I tried several times to get my son signed up for the game, and every time had troubles with their billing system. I tried twice, two different times a couple days apart, just in case there was a system issue and neither time could I get set up right. If I remember, the process was confusing, setting up the billing for his account that he had already created or something or other.

Point being, it KILLS me when a company builds something great, or offers a great service, then can't seem to build the ancillary billing system to take people's money. This isn't unique among mmogs, I just re-upped my paid LOTRO account and Turbine's billing system is bare bones at best with little customer feedback.

People who make games need to think about the whole process. I know that billing isn't as sexy as framerates and polygons, but what good is a city of gold if the toll road to get there is crap?

Posted:2 years ago

#13

Edwin Joseph

2 0 0.0
See when lego universe came out and i saw how much it was i laughed my fucking ass off but then i saw the free to play and i played it i thought it was pretty good for a kid mmo... to be honest i enjoyed it kinda sad that its going but i really dont mid i cant wait for guild wars...

Posted:2 years ago

#14

Randall Coston
Sr. Director, Game Production

1 0 0.0
This is a real shame. I thought the game was very well done and offered something new to LEGO fans. I think the difficulty was finding the right revenue model to fit the game. I believe it launched as a retail disk + monthly subscription, an aging model to be sure. The conversion to a free client download and free limited content, with an upgrade to membership, was later coming.

I agree with Thomas that it would have been good to see them explore other options, like ad-supported or item sales. It's a shame to see a good game shut down before it's had a chance to find it's legs.

Posted:2 years ago

#15

Jeffrey Kesselman
CTO

112 0 0.0
Just goes to show the obvious "we lose $10 on every sale but make it up in volume' is not a sound business strategy.

Posted:2 years ago

#16

Tim Carter
Designer - Writer - Producer

556 293 0.5
The Lego people have lost sight of their original vision. Lego is about using blocks to make whatever suits your fancy, whatever tickles your imagination. Lego, originally, wasn't about some strange tie-in to all kinds of movies and TV shows - but this is the direction the Lego people have taken it. Why?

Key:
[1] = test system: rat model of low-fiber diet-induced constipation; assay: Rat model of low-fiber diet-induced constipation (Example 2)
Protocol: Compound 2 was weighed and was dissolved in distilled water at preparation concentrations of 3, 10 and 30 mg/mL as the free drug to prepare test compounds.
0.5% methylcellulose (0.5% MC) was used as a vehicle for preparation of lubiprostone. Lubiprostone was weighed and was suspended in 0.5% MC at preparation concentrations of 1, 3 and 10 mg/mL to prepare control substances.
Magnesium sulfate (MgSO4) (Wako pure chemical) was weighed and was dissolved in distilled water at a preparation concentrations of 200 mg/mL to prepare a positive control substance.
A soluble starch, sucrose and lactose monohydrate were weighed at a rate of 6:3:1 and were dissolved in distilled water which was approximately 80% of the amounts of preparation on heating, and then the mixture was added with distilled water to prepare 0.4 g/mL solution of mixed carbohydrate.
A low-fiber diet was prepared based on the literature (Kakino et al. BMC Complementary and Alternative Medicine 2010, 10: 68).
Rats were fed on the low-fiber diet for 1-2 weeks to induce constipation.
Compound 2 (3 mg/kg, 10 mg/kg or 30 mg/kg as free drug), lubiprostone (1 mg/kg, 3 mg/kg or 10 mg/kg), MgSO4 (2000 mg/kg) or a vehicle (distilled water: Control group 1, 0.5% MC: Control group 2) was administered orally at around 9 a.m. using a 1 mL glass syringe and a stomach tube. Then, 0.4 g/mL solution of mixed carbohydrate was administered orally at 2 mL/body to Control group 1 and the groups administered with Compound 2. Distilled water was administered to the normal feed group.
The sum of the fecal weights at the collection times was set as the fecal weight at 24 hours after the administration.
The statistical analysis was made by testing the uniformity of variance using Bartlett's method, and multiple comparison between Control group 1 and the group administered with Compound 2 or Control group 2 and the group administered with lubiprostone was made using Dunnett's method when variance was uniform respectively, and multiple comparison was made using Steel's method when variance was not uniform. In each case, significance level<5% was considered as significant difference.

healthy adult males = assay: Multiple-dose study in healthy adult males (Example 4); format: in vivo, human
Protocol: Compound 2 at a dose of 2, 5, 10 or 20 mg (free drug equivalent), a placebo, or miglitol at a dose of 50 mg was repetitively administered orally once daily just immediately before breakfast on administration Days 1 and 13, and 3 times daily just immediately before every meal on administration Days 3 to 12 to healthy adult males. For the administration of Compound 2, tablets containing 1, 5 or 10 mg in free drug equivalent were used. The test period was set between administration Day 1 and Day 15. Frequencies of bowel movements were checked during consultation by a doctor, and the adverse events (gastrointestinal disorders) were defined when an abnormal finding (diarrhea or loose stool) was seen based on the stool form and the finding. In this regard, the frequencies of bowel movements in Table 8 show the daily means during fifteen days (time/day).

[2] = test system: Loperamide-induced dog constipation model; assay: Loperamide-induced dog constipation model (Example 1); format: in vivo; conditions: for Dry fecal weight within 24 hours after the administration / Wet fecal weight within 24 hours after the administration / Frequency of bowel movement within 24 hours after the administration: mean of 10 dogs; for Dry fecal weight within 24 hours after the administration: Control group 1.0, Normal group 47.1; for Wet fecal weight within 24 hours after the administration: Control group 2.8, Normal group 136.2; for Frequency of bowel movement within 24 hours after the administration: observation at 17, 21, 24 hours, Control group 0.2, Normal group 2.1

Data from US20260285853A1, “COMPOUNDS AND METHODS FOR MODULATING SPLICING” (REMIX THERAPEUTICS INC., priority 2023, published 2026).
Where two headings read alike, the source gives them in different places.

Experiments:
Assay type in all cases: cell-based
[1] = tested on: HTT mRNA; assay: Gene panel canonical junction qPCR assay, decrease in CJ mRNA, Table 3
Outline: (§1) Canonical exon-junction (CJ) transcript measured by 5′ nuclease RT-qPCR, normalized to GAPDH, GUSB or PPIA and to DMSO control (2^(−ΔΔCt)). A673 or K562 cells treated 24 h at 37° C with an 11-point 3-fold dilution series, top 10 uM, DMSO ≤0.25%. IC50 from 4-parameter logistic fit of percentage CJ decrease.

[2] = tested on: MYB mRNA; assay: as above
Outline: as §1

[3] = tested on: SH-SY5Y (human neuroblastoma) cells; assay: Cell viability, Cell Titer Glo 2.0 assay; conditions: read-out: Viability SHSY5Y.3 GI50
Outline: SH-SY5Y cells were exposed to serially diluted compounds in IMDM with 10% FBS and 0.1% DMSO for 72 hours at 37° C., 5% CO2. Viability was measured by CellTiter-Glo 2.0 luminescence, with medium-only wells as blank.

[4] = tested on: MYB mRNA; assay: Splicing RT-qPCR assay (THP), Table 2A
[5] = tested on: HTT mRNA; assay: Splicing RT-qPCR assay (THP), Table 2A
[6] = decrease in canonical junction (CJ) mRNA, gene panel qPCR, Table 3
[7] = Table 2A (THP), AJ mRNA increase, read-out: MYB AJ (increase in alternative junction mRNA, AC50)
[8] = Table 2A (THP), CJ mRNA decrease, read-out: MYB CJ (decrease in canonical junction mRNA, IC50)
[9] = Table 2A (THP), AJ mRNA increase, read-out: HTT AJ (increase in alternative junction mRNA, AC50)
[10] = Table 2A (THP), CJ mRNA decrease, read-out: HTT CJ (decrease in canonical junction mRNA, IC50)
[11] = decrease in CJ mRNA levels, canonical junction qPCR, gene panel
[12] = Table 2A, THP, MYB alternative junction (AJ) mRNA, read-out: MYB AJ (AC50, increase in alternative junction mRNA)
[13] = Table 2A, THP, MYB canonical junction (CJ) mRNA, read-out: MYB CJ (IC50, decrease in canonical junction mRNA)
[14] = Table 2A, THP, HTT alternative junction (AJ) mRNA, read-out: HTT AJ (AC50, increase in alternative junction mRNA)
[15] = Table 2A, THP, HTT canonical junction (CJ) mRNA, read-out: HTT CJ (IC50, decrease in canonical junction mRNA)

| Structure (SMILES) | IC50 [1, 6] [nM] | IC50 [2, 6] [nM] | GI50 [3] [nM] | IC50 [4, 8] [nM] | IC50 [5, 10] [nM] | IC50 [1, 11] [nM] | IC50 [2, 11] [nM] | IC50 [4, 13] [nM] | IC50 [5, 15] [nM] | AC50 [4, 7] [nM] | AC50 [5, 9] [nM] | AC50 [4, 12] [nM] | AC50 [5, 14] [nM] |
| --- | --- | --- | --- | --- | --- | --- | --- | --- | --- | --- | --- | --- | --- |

Minecraft now suits the original vision of Lego better than Lego does. It's a world where you are given free reign to use blocks to build whatever you want - not some tie-in to a movie or whatnot.

Posted:2 years ago

#17
A more ingenious option is to buy a blister of unique blocks or expansion blocks.....

Posted:2 years ago

#18

Andrew Goodchild
Studying development

1,235 396 0.3
@chee. Or wheels. You always need more wheels;)

Posted:2 years ago

#19

Greg Wilcox
Creator, Destroy All Fanboys!

2,158 1,078 0.5
And here's the problem with ALL online-only MMO's. ZERO offline single player and/or co-op modes means every MMO will die and be forever forgotten at some point instead of being a solid game one can pick from the shelf, pop in and play with the kids down the road.

No matter how great any MMO is, too much time and money is being wasted on these huge-ass projects where no one IMAGINES a day when paying customers will dwindle to the point where you have people losing their jobs over a bad business decision. That, and as someone who's been interested in preserving game history, seeing yet another title fall away is a shame.

You'd think that not only putting an offline SP mode in these games, but also supporting that with paid DLC packs (which keeps people WORKING, right?) would be a no-brainer. Hell, even some sort of level editor so even if the online portion of a game DOES die, those that love it will continue to play and share content (and hell, BUY a project that dev works on because they can rely on them to cover all those bases.

Oh well. Maybe someone will listen one day...

Posted:2 years ago

#20

Scott Guy
3D Graphics and Quality Assurance Specialist

3 0 0.0
This is a shame. LEGO Universe is a very well crafted game. I spent quite allot of time testing it on the mac and even for an adult it was pretty fun to play. There was very limited content though, and a hardcore player could easily do everything in the game fairly quickly. I loved the Hack and slash gameplay action, this alone made it more fun to run around smashing NPCs than any other MMO I have played.

It is my opinion that MMO games should not be marketed to young kids at all because they are surely bad for them in many ways (physically and mentally). I think the business problem with Lego universe is that it was too fun and light hearted and didn't require a deep time investment. It was geared towards kids and that was a good idea for the kids but kids don't care about your revenue model and don't feel they should be loyal to your brand and don't care if they didn't log in that day to quest for better armor they need to kill the dragon. We should not expect younger children to be dedicated MMO players. We can surely expect that parents are going to be very happy to cancel that sub as soon as the initial interest has worn off.